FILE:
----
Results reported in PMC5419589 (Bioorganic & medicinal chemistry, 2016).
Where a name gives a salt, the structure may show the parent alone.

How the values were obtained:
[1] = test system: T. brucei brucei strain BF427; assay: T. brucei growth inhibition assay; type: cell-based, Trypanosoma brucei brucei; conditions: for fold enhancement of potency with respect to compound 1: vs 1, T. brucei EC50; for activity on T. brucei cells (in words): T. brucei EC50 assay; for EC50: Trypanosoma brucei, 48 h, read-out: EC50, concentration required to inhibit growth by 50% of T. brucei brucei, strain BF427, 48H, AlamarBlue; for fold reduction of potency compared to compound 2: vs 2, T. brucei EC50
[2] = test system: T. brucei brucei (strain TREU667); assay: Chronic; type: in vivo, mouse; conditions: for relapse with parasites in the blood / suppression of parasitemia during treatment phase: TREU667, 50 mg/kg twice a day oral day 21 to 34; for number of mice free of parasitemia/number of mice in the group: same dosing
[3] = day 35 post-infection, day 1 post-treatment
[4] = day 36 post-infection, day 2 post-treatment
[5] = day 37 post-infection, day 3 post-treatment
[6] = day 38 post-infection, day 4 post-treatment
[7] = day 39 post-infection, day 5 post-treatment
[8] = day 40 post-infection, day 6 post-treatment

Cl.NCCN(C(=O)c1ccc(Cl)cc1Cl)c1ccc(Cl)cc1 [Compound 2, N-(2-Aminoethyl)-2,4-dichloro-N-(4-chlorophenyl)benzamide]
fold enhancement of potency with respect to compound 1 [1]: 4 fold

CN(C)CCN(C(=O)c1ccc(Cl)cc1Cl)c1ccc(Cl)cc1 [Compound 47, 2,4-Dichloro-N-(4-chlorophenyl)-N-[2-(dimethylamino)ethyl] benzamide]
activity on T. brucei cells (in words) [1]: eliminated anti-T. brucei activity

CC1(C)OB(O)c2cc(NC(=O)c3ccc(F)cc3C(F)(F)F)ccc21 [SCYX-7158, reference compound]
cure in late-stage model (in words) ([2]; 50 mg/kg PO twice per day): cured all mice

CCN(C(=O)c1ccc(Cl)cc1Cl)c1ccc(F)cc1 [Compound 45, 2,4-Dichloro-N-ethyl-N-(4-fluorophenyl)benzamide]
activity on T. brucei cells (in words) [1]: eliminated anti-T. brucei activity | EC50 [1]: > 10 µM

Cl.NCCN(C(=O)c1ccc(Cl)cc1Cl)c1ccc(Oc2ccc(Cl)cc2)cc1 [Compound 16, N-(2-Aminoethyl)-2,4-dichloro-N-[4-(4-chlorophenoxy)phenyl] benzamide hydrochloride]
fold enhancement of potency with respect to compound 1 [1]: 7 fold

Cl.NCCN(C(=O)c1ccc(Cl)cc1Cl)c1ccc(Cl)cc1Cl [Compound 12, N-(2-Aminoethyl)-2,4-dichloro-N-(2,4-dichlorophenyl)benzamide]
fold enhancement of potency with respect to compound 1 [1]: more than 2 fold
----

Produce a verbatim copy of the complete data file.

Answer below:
Results reported in PMC5419589 (Bioorganic & medicinal chemistry, 2016).
Where a name gives a salt, the structure may show the parent alone.

How the values were obtained:
[1] = test system: T. brucei brucei strain BF427; assay: T. brucei growth inhibition assay; type: cell-based, Trypanosoma brucei brucei; conditions: for fold enhancement of potency with respect to compound 1: vs 1, T. brucei EC50; for activity on T. brucei cells (in words): T. brucei EC50 assay; for EC50: Trypanosoma brucei, 48 h, read-out: EC50, concentration required to inhibit growth by 50% of T. brucei brucei, strain BF427, 48H, AlamarBlue; for fold reduction of potency compared to compound 2: vs 2, T. brucei EC50
[2] = test system: T. brucei brucei (strain TREU667); assay: Chronic; type: in vivo, mouse; conditions: for relapse with parasites in the blood / suppression of parasitemia during treatment phase: TREU667, 50 mg/kg twice a day oral day 21 to 34; for number of mice free of parasitemia/number of mice in the group: same dosing
[3] = day 35 post-infection, day 1 post-treatment
[4] = day 36 post-infection, day 2 post-treatment
[5] = day 37 post-infection, day 3 post-treatment
[6] = day 38 post-infection, day 4 post-treatment
[7] = day 39 post-infection, day 5 post-treatment
[8] = day 40 post-infection, day 6 post-treatment

Cl.NCCN(C(=O)c1ccc(Cl)cc1Cl)c1ccc(Cl)cc1 [Compound 2, N-(2-Aminoethyl)-2,4-dichloro-N-(4-chlorophenyl)benzamide]
fold enhancement of potency with respect to compound 1 [1]: 4 fold

CN(C)CCN(C(=O)c1ccc(Cl)cc1Cl)c1ccc(Cl)cc1 [Compound 47, 2,4-Dichloro-N-(4-chlorophenyl)-N-[2-(dimethylamino)ethyl] benzamide]
activity on T. brucei cells (in words) [1]: eliminated anti-T. brucei activity

CC1(C)OB(O)c2cc(NC(=O)c3ccc(F)cc3C(F)(F)F)ccc21 [SCYX-7158, reference compound]
cure in late-stage model (in words) ([2]; 50 mg/kg PO twice per day): cured all mice

CCN(C(=O)c1ccc(Cl)cc1Cl)c1ccc(F)cc1 [Compound 45, 2,4-Dichloro-N-ethyl-N-(4-fluorophenyl)benzamide]
activity on T. brucei cells (in words) [1]: eliminated anti-T. brucei activity | EC50 [1]: > 10 µM

Cl.NCCN(C(=O)c1ccc(Cl)cc1Cl)c1ccc(Oc2ccc(Cl)cc2)cc1 [Compound 16, N-(2-Aminoethyl)-2,4-dichloro-N-[4-(4-chlorophenoxy)phenyl] benzamide hydrochloride]
fold enhancement of potency with respect to compound 1 [1]: 7 fold

Cl.NCCN(C(=O)c1ccc(Cl)cc1Cl)c1ccc(Cl)cc1Cl [Compound 12, N-(2-Aminoethyl)-2,4-dichloro-N-(2,4-dichlorophenyl)benzamide]
fold enhancement of potency with respect to compound 1 [1]: more than 2 fold